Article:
“I want my real estate projects to have an everyday impact on the local community and contribute to the vitality and resurgence of this great city,” added Rooks. “I am very excited to see what opportunities these projects create for Muskegon, and look forward to helping this community continue to grow and prosper.”
“We have several projects underway that will continue to help transform downtown. Two of these projects are designed to bring over 350 new downtown, market-rate housing residents. We have recently begun the first stage at Terrace Point Landing – a condominium community consisting of 70 home sites in a waterfront development on Muskegon Lake, with a common pool, forest courts and beach. Parkland Properties is also renovating the former Comerica Building into High Point Flats, a historic adaptive re-use of the 1916, nine story, banking tower, which will consist of 72 apartments.”
Besides investing in businesses, Rooks is also supporting local innovation.
“I am extremely passionate about growing young minds and keeping them in our community so I have partnered with MCC to gift a new Entrepreneur School building,” he said. “I feel blessed to be able to gift the Masonic Temple to the Muskegon Community College and I can’t think of a better way to repurpose this historic building. It is my hope that through the Entrepreneur School and the scholarships, students will begin to appreciate the opportunities in Muskegon and invest their future in creating a better, stronger and more vibrant city.”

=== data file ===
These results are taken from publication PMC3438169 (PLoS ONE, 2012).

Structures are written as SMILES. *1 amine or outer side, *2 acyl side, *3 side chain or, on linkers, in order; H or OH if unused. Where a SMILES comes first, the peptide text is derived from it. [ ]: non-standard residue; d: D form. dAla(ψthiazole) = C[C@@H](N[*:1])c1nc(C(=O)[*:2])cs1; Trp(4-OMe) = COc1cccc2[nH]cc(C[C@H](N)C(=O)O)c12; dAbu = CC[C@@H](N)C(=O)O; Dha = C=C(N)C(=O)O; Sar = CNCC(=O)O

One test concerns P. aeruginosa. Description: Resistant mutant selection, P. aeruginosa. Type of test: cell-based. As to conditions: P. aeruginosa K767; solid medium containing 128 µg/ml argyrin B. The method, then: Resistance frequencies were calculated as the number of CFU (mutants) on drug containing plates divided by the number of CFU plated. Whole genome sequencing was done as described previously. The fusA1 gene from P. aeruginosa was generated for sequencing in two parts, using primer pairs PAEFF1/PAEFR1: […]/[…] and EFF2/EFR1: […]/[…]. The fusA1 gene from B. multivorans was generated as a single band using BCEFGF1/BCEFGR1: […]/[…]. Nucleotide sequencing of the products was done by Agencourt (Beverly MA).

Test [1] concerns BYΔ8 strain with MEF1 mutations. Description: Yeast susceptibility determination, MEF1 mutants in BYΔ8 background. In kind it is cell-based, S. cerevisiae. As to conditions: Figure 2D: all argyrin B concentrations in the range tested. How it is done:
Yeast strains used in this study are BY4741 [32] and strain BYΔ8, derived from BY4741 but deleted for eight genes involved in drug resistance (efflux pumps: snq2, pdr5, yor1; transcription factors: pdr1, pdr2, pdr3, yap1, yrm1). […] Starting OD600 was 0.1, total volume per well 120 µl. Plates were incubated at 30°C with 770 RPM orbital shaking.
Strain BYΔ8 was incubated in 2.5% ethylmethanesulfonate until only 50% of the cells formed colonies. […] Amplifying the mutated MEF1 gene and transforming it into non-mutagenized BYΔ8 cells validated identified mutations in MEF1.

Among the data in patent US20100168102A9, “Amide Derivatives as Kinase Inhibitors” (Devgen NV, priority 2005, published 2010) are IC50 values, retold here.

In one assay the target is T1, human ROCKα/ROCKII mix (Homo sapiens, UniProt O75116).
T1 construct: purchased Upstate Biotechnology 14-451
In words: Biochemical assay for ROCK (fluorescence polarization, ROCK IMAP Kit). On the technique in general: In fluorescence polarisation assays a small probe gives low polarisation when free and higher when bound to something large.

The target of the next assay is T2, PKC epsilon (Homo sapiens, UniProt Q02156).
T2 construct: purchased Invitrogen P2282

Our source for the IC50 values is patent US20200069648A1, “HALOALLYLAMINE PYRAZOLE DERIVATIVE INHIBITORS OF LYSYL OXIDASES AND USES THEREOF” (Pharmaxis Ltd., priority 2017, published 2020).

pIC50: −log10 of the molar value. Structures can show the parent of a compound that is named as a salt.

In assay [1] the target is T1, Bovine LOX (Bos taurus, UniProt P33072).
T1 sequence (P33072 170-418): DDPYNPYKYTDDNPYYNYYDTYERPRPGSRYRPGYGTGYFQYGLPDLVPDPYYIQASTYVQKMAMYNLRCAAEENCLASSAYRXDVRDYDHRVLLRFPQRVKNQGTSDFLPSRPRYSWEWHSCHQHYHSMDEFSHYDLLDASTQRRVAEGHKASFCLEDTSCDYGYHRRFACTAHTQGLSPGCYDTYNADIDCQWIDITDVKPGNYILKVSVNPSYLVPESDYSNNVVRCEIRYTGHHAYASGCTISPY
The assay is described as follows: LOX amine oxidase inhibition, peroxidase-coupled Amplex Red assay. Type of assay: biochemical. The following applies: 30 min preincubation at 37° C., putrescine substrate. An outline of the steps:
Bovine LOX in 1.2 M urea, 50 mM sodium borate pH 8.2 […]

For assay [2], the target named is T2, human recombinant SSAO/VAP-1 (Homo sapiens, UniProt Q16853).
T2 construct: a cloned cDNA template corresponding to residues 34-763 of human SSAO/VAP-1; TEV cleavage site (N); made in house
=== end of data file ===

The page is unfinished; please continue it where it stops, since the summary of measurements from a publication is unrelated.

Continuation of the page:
Sarnicola echoes his friend’s sentiments.
“We would love to see the next successful business owners of Muskegon come right out of the Rooks Sarnicola Institute for Entrepreneurial Studies and make a big difference locally one day,” he explained. “I was never exposed to entrepreneurial thinking at home growing up but found the path to success my freshmen year of college via the direct selling industry.”
At 25, he started his own direct selling company based out of Troy, MI, called Visalus. The high quality supplement company sells its products via independent promoters who help change people’s lives with a 90-day supported weight loss and fitness challenge. Over 10 years, his company has expanded into 13 countries, supports three million customers, and has reached more than a billion dollars in sales.
Nick and his wife, Ashley, want others to be able to write their own success stories so they created the NextGEn Foundation which they seeded with $1 million and a mission to foster entrepreneurship through mentorship, scholarships, and seed capital to young entrepreneurs.
“I always wanted to be financially successful but didn’t know the path to take,” said Sarnicola, who admittedly became frustrated that financial success wasn’t taught in school.
“I vowed that if I became ‘rich one day’ as an entrepreneur, I would create platforms for other young people who wanted great success but didn’t know where to start. I’m happy beyond measure to know after selling in 13 countries, we get to give back locally by supporting the new MCC Entrepreneurial Institute with an annual $10,000 seed capital scholarship.”
The NextGEn Foundation provides grants to other programs that specialize in educating and training the youth in business, including Network for Teaching Entrepreneurship (NFTE) South Florida, which specializes in business plan development at the high school level, and the nonprofit Remembrance Ranch which works with troubled youth.
“We would love to see the next successful business owners of Muskegon come right out of the Rooks Sarnicola Institute for Entrepreneurship Studies,” concluded Sarnciola. “Bravo to MCC for supporting and growing entrepreneurial success stories right here in West Michigan. This says a lot about MCC’s innovative thinking.”